The U. S. Attorney’s Office for the Eastern District of Pennsylvania announced on May 21, 2021 that SavaSeniorCare LLC (“Sava”) has agreed to pay $11.2 million, plus additional amounts if certain financial contingencies occur, to resolve allegations that it violated the False Claims Act by causing its skilled nursing facilities (SNFs) to bill Medicare for rehabilitation therapy services that were not reasonable, necessary, or skilled, and to resolve allegations that Sava billed Medicare and Medicaid for grossly substandard skilled nursing services.
Sava, based in Atlanta, Georgia, currently owns and operates more than 160 skilled nursing facilities across the country, including three facilities in Pennsylvania.
The settlement resolves four False Claims Act lawsuits, one in the United States District Court for the Eastern District of Pennsylvania and three consolidated in the United States District Court for the Middle District of Tennessee. The lawsuits allege that Sava submitted false claims for rehabilitation therapy services by engaging in a systematic effort to increase its Medicare billings. Through corporate-wide policies and practices, Sava allegedly exerted significant pressure on its SNFs designed to meet unrealistic financial goals, resulting in the provision of medically unreasonable, unnecessary, and unskilled services to Medicare patients. Sava allegedly set these aggressive, prospective corporate targets for the highest Medicare reimbursement rates to significantly increase Sava’s revenues without regard for its patients’ actual clinical needs and then pressured its staff to meet those targets. Sava also allegedly delayed discharging patients from its facilities in order to increase its Medicare payments, even though the patients were medically ready to be discharged.
The settlement also resolves allegations that between January 1, 2013 and December 31, 2018, Sava submitted false claims for payment to Medicare and Medicaid for grossly and materially substandard and/or worthless skilled nursing services, which were caused in large part by Sava’s failure to provide a sufficient number of skilled nursing staff to adequately care for its nursing home residents. This failure of care allegedly resulted in preventable pressure ulcers, preventable falls, and preventable medication errors.
Sava also entered into a five-year, chain-wide Corporate Integrity Agreement (CIA) with the Department of Health and Human Services Office of Inspector General (HHS-OIG) that requires an independent organization to annually review patient stays and associated paid claims by Medicare for those stays, including provision of rehabilitation therapy services to ensure that they are reasonable and necessary to improve, maintain, or slow deterioration of the patient’s condition, or restore the patient’s prior level of function. In addition, Sava is required to engage an independent monitor to review the quality of resident care. CIAs promote compliance and protect vulnerable nursing home residents.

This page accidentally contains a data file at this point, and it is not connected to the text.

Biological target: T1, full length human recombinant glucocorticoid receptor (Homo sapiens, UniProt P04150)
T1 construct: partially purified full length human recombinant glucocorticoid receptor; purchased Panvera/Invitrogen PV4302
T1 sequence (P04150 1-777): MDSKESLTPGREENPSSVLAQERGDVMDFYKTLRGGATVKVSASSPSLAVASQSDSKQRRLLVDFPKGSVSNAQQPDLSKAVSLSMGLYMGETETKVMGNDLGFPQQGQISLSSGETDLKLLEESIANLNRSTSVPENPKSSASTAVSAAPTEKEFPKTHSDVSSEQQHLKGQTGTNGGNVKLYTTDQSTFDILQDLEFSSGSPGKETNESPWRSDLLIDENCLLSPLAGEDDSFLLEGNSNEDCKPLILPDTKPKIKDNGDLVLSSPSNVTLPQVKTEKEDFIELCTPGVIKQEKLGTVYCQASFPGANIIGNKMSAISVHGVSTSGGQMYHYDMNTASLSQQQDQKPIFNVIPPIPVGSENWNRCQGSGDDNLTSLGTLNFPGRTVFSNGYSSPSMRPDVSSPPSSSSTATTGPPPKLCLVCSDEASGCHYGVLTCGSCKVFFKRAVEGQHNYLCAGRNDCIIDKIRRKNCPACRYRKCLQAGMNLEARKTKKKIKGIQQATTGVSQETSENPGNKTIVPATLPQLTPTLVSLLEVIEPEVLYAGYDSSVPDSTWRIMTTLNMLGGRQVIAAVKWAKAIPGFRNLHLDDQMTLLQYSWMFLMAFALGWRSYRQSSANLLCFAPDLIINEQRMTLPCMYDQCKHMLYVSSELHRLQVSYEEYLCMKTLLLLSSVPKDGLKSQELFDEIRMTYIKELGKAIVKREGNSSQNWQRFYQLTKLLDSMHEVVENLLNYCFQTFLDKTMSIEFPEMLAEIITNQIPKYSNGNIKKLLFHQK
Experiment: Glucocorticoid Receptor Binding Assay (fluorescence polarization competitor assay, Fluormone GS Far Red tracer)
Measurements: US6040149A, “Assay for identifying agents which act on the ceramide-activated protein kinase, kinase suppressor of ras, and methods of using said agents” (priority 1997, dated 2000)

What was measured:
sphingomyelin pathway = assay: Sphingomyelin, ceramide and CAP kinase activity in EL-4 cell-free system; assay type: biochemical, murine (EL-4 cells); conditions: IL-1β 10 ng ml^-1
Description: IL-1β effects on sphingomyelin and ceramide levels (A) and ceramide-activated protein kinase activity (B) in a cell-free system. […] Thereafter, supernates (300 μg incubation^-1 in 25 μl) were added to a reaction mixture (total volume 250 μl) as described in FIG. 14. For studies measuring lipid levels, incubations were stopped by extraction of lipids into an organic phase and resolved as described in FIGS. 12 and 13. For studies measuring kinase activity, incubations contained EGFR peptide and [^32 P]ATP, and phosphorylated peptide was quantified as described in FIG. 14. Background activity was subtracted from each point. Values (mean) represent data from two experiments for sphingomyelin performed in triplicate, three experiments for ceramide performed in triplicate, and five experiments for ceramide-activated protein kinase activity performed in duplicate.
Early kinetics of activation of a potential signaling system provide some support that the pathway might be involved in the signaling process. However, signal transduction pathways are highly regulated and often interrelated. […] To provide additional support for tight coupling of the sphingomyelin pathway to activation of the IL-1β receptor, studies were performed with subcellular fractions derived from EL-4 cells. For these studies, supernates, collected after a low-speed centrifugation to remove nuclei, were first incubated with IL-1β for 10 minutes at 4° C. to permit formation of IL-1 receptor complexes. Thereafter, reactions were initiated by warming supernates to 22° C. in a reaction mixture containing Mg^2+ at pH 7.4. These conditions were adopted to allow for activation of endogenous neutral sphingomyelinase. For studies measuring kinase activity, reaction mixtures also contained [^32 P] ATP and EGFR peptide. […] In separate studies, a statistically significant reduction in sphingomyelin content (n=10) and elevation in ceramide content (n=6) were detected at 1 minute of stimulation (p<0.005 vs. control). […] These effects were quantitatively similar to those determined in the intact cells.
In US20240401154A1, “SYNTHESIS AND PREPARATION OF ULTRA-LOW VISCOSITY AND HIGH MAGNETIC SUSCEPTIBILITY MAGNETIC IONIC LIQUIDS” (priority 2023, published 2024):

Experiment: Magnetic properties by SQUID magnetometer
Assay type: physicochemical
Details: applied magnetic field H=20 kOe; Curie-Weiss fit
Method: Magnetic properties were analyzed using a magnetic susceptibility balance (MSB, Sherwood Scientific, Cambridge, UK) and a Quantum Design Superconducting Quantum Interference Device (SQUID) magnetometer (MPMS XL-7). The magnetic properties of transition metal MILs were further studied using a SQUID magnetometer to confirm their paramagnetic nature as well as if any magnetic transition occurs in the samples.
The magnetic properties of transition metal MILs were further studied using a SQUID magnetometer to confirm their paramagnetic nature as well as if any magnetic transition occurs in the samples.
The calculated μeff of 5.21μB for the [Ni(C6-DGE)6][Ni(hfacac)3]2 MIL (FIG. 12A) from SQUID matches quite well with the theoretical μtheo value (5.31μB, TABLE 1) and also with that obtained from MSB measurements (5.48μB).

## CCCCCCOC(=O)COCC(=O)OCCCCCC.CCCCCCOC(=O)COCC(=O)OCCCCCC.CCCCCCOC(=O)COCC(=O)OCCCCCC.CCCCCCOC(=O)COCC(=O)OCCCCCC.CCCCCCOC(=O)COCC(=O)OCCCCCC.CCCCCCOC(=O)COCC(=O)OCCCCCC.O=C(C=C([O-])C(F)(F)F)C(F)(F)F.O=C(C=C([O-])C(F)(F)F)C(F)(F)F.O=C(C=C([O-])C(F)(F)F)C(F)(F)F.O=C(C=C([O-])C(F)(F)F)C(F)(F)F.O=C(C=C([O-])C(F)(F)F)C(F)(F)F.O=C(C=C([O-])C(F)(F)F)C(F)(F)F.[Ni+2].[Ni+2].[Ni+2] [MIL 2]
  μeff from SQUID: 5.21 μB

If you have information regarding false claims having been submitted by a nursing home to Medicare, Medicaid, TRICARE, other federal health care programs, or to other federal agencies/programs, and the information is not publically known and no actions have been taken by the government with regard to recovering the false claims, you should promptly consult with a False Claims Act attorney (also known as qui tam attorneys) in your U.S. state who may investigate the basis of your False Claims Act allegations and who may also assist you in bringing a qui tam lawsuit on behalf of the United States, if appropriate, for which you may be entitled to receive a portion of the recovery received by the U.S. government.
Visit our website or call us toll-free in the United States at 800-295-3959 to be connected with qui tam lawyers (False Claims Act lawyers) in your U.S. state who may assist you with a False Claims Act lawsuit involving a nursing home.
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